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I'm creating a simple application. There's a certain operation that will take a long time to complete (~15 minutes), and I'm hoping to make a progress bar showing how close the operation is to completion.

I've notices that progress bars on some applications load slightly quicker at the start than at the end. It might just be because of the operation being performed, but it also seems like a good strategy for keeping the end user less frustrated because it'll appear to be loading fast, but doesn't go quite as fast at the end.

Is this a good strategy for keeping users happier during long operations? What are the pros and cons?

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Depends on the context, but I would go a step further to say a 15 minute operation should run asynchronously (disappear into the background and let you get on with something else). Then you only need to give progress if the user actively wants to find out how soon it is to being done, and you can send notifications. You can see many examples of this pattern, including apps downloading on iphone, games on the ps4 etc.

There is a nice article on the Nielson Norman Group website regarding usability of progress bars: Progress Indicators Make a Slow System Less Insufferable.

To directly answer your question: If you need a progress bar and you can accurately determine the time, I can't see any advantage in trying to manipulate the end user into thinking it is coming quicker than it really is, even if this could be achieved by speeding up at the start.

As a deliberate strategy, it feels a bit too manipulative and is more likely to annoy than trick. If anything I'd want it to speed up at the end so I feel I've got some free time back!

It is unlikely that any of the progress bars you have witnessed are deliberately sped up at the beginning (although I can't second guess all developers intentions). I can't find any evidence of any of the big companies deliberately giving that as a design principle.

It is much more likely that it is either a bit of sloppy coding or an operation the developer has to guess progress for until enough data has been collected to show a sensible estimate. I don't know whether Microsoft are being self referential in their advice these days, but they clearly advise a realistic progress and avoiding the famous sitting at 100% for an additional unspecified amount of time.

Microsoft progress bar joke

Image courtesy of xkcd.

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I've notices that progress bars on some applications load slightly quicker at the start than at the end.

Progress bars may appear to move more quickly at the beginning because a move from 1% to 2% represents double the amount of work completed, whereas, a move from 70% to 71% only represents a 1.4% change in the amount of work completed.

There may also be issues with granularity. For instance, if the progress bar is updated on a per-file basis and small files are moved early, the progress bar will be updated more frequently toward the beginning.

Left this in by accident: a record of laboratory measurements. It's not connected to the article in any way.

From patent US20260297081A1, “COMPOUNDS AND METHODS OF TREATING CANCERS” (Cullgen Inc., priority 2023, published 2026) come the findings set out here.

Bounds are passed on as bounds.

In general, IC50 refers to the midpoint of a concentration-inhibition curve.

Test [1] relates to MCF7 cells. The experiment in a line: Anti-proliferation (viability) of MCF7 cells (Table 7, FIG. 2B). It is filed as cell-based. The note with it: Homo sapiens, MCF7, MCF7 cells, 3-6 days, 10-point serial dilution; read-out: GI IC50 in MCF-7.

... it also seems like a good strategy for keeping the end user less frustrated because it'll appear to be loading fast, but doesn't go quite as fast at the end.

Bad idea. You're proposing to make the progress bars in your application intentionally lie. As soon as users realize this is what you've done, you'll have lost credibility.

Is this a good strategy for keeping users happier during long operations?

No. If users time the beginning of the operation, say the first 10%, and estimate total task completion time to be 10 min, but your application ends up taking 15 min, why would you expect them to be happier?

If you're going to misrepresent data to the user, you should do like Scotty on Star Trek. Show slow progress at the beginning, and gradually speed up toward the end. That way, if they calculate task completion as 20 min, but it only takes 15 min, they'll feel like your app saved them 5 min.

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According to Progress Indicators Make a Slow System Less Insufferable by Nielson Norman Group:

One issue for designers and developers using percent-done animation is the difficulty in calculating how long the process is going to take. Here are a few ways to handle this:

  • Start the progressive animation slower and allow it to move faster as it approaches the end. This way you don’t risk establishing a faster expectation than the system can maintain. Exceeding customer expectations always creates more satisfaction than disappointing customers by delivering less than promised. (Note that this slow-fast recommendation only applies to wait-animations; research has shown that for surveys, progress indicators that start fast and end slow reduce drop-off rates.)
  • Provide a general time estimate. (Don’t try to be exact, as it will inevitably be inaccurate at some point and the site’s credibility will suffer.) A simple, “This might take at least a minute” or “About 3 minutes remaining” can be enough to inform the user and encourage them to wait it out. Always allow for extra time, just in case. If the action goes faster towards the end, then it’s a pleasant surprise. We’ve never heard a user complain, “Hey! I wasn’t ready for it to be done yet!”.
  • Instead of showing a percentage number, consider showing the number of steps. Users might not know how long each step lasts, but knowing the number of steps at least helps them form an estimate.

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